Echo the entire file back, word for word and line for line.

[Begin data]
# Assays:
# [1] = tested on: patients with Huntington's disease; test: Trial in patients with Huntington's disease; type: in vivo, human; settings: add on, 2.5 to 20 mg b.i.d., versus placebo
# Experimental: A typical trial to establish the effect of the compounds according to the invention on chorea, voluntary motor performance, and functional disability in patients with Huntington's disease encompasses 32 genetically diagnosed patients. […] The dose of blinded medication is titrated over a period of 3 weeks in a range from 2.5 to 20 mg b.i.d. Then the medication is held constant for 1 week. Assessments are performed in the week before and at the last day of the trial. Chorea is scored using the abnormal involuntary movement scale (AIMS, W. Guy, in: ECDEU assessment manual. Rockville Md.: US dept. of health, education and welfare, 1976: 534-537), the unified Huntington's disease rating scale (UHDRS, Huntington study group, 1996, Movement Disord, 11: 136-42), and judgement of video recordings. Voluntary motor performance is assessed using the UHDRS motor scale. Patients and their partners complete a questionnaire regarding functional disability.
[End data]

# Assays:
# [1] = tested on: patients with Huntington's disease; test: Trial in patients with Huntington's disease; type: in vivo, human; settings: add on, 2.5 to 20 mg b.i.d., versus placebo
# Experimental: A typical trial to establish the effect of the compounds according to the invention on chorea, voluntary motor performance, and functional disability in patients with Huntington's disease encompasses 32 genetically diagnosed patients. […] The dose of blinded medication is titrated over a period of 3 weeks in a range from 2.5 to 20 mg b.i.d. Then the medication is held constant for 1 week. Assessments are performed in the week before and at the last day of the trial. Chorea is scored using the abnormal involuntary movement scale (AIMS, W. Guy, in: ECDEU assessment manual. Rockville Md.: US dept. of health, education and welfare, 1976: 534-537), the unified Huntington's disease rating scale (UHDRS, Huntington study group, 1996, Movement Disord, 11: 136-42), and judgement of video recordings. Voluntary motor performance is assessed using the UHDRS motor scale. Patients and their partners complete a questionnaire regarding functional disability.